WILDER SIDE OF OAKLAND COUNTY
Oakland County has a diverse array of protected wildlands and hundreds of miles of trails, thanks first to the forces of nature, and then to the dedicated work of planners and civil engineers, and finally the support of trail advocates and the general public. And so today, on this Thanksgiving week, I’ll profile ten of my favorite wilder side sites for outdoor adventure and “nature embracing” in any season of the year, starting with Kensington Metropark.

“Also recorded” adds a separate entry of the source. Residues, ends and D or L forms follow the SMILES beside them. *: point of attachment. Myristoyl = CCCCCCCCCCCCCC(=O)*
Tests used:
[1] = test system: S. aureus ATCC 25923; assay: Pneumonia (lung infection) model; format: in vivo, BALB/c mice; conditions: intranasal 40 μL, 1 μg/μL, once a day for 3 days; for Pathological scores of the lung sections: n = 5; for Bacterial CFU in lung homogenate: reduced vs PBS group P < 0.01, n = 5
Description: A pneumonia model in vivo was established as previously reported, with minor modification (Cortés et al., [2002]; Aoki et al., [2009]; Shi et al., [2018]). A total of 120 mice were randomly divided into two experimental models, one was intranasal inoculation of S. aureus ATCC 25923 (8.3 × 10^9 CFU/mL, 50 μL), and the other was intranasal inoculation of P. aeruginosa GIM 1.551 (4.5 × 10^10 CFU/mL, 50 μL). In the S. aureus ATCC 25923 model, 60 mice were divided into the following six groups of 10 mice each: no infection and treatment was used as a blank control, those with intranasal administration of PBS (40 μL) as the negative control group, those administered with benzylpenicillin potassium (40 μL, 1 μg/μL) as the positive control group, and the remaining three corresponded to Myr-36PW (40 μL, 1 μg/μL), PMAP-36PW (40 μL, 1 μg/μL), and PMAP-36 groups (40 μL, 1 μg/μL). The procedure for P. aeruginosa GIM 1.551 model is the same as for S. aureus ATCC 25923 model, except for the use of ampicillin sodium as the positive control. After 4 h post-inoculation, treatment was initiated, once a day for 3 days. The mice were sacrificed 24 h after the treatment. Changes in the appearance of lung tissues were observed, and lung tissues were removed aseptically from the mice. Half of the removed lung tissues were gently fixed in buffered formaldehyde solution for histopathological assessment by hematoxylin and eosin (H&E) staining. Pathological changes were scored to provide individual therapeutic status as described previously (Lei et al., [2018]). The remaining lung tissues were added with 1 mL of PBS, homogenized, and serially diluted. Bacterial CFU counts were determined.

Kensington Metropark is, without a doubt, one of the most popular parks in Southeast Michigan. It is a four season wonderland for all ages. Kensington’s 4,481 sprawling acres of wooded, hilly terrain surrounds Kent Lake and is home to an abundance of wildlife, waterfowl and song birds, and is a mecca for wildlife photographers. A hike along the ever-popular nature center trails provides unique opportunities for those that are patient to photograph birds landing on outreached hands to snatch sunflower seeds. Although their Sandhill Cranes have mostly departed for the season, the woodlands are alive with wild turkeys, woodpeckers and squirrels in overdrive mode as winter approaches. Their seemingly endless trails offer opportunities for hiking, biking and one day soon, cross-country skiing. Be sure to visit the nature center before you explore to be best prepared for your adventure.